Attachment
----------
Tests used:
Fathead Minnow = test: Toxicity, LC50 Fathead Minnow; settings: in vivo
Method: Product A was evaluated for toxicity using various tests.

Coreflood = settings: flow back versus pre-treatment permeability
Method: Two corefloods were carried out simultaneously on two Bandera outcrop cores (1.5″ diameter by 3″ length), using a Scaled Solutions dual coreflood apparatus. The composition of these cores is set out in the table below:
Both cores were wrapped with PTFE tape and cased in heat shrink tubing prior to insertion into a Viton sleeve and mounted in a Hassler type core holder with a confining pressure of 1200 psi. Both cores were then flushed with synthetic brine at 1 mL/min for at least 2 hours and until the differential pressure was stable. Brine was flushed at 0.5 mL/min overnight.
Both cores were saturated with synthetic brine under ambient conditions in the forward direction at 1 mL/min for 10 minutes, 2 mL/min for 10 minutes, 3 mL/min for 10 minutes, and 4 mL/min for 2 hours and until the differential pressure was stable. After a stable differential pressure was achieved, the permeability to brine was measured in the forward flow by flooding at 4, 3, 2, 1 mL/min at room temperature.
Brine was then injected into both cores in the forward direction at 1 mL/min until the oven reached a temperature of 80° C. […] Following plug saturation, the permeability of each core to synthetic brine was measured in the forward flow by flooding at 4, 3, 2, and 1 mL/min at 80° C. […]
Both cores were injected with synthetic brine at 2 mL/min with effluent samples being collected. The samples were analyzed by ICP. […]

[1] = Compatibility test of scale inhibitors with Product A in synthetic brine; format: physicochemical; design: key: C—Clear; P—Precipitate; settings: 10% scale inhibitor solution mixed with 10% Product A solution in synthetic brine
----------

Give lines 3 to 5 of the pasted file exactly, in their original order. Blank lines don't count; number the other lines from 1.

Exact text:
Method: Product A was evaluated for toxicity using various tests.

Coreflood = settings: flow back versus pre-treatment permeability
Method: Two corefloods were carried out simultaneously on two Bandera outcrop cores (1.5″ diameter by 3″ length), using a Scaled Solutions dual coreflood apparatus. The composition of these cores is set out in the table below: